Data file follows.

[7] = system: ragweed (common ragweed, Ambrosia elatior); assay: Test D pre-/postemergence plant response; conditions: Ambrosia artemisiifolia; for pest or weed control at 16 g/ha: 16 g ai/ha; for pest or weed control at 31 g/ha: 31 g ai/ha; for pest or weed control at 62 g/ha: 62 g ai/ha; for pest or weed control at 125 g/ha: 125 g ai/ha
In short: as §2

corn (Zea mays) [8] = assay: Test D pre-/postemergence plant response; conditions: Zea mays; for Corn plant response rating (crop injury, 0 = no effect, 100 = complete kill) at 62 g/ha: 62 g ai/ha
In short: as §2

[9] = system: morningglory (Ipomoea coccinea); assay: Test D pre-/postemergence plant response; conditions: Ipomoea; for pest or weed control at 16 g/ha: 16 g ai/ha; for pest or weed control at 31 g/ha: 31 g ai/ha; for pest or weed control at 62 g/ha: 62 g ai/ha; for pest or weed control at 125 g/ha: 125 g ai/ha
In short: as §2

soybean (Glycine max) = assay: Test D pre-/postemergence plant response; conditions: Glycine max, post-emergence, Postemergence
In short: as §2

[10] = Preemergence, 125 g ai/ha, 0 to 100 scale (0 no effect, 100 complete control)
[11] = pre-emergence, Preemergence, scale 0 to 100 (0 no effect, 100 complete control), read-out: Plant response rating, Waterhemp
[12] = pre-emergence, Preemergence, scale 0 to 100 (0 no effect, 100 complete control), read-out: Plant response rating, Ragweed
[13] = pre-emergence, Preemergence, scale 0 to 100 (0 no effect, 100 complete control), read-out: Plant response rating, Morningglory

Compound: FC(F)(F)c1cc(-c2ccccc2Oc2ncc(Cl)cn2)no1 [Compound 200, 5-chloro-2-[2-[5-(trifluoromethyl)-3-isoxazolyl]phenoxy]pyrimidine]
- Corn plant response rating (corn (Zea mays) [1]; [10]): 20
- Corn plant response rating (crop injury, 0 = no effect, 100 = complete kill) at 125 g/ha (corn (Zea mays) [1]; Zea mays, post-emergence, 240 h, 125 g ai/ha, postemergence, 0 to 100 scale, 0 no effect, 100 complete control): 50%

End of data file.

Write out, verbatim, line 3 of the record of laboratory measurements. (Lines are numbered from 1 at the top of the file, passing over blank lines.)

corn (Zea mays) [8] = assay: Test D pre-/postemergence plant response; conditions: Zea mays; for Corn plant response rating (crop injury, 0 = no effect, 100 = complete kill) at 62 g/ha: 62 g ai/ha